The chief executive officer of the Icelandic firm that last week began exploratory drilling for the National Geothermal Project says he hopes that the renewable energy source can transform St. Vincent and the Grenadines, in the same way that it did his country.
Speaking Monday in Bamboo Range, near Rabacca, at a ceremony to mark the official commencement of the drilling, Guðmundur Thoroddsson, chief executive officer of Reykjavik Geothermal, said that geothermal energy transformed Iceland from one of Europe’s poorest to one of its richest nations.
Thoroddsson said that Iceland is a small island with a small population, like SVG.
He said that when he was born 60 years ago, Iceland was still categorised as a developing country and had just gotten independence from Denmark in 1944 and was the poorest country in Europe.
Soon after he was born, Icelanders decided to develop their own power sources, namely geothermal for heating houses and producing hydro for electricity generation.
“That has led to Iceland being 100 per cent renewable in electricity generation and heating of houses and it has also brought enormous wealth to Iceland,” he said.
Thoroddsson said this was realised because the difference between paying for oil and coal versus paying the investment in geothermal energy is enormous.
He said that because of the volatility of oil prices, “one day you are spending all your money on oil without have done anything.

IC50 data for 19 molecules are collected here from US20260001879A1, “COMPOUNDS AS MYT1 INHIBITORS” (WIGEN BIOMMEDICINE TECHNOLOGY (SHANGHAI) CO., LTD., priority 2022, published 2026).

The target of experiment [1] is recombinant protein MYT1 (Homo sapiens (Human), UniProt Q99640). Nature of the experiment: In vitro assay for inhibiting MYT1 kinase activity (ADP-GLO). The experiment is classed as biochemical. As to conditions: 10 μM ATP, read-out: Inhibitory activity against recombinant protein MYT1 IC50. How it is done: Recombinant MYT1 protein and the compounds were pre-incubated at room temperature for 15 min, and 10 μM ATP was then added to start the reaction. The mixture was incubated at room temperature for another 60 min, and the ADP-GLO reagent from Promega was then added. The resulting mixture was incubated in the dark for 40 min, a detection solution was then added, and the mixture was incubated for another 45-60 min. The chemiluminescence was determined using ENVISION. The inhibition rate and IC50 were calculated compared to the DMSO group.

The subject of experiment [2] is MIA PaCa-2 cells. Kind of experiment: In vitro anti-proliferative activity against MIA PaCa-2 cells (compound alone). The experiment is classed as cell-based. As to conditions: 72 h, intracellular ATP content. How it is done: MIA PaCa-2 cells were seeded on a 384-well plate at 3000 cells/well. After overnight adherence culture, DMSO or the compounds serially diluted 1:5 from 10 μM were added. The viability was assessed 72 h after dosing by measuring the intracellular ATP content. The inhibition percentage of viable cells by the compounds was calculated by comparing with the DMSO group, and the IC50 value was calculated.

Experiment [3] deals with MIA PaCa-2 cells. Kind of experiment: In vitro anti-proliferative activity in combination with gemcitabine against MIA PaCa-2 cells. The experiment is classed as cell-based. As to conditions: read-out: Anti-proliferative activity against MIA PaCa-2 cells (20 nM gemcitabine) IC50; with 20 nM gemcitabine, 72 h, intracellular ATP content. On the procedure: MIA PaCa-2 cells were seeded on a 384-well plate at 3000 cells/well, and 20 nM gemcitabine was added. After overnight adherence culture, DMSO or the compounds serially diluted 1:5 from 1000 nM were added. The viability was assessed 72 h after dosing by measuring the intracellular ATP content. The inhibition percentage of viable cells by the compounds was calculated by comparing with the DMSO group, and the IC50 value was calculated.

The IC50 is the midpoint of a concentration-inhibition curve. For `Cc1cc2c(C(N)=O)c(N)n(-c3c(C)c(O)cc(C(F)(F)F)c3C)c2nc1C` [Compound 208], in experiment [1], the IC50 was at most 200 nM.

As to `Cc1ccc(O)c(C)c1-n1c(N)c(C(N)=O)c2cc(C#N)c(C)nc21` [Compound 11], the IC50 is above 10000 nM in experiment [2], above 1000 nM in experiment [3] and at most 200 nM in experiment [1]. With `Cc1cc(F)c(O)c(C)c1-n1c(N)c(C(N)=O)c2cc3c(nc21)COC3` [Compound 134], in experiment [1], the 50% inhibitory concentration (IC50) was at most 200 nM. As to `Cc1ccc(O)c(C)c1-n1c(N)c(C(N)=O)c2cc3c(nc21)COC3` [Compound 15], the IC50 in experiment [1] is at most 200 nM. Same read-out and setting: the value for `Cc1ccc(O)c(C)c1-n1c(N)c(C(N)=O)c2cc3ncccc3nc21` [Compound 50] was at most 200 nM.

“And this independence in energy has actually brought us to being one of the richest countries per capita in the world. Iceland is now rivalling Switzerland…” Thoroddsson said.
He said he wants to congratulate the people of SVG on starting this journey “because this can really be a journey to prosperity and well-being and wealth”.
He said that his company has already drilled down to 100 metres and will drill four wells.
Each of the wells will be 2,500 metres (1.5 miles), with three of them being for extracting geothermal energy and the fourth well for reinjection to get rid of the fluids after the energy has been extracted.
Some 12 kilometres (7.4 miles) of steel pipe will be used in the wells, Thoroddsson said.
The wells will use 600 tonnes of cements, enough to build 40 villas.
“So that is a lot of material there. Over 300 cubic metres of stone cuttings will be removed from the wells,” he said.
“This is a major undertaking in health and safety and social development while we are doing this…
“All this will hopefully give 10 to 20 megawatts of steam for electricity generation.”
The drilling is expected to be completed by December 2019, but Prime Minister Ralph Gonsalves said that the amount of electricity that can be generated by the wells is expected to be known before then.
A very deceptive piece for three fundamental reasons:
1. Iceland is the world’s leader in geothermal power simply because it has so much of it, so easily and cheaply obtained, because it is so close to the surface. If geothermal potential was so easily and cheaply obtained everywhere else, it’s use would have spread all over the globe decades ago.
2. Most of the geothermal energy in Iceland is used to heat its houses during the long cold winter season. How is this relevant to our needs?
3. As cheap and plentiful as it is, geothermal energy still accounts for less than 30 percent all electricity generation in Iceland (https://en.m.wikipedia.org/wiki/Geothermal_power_in_Iceland). Since most is used to cheaply heat homes, our use of geothermal will be very limited and very expensive.
Comments are closed.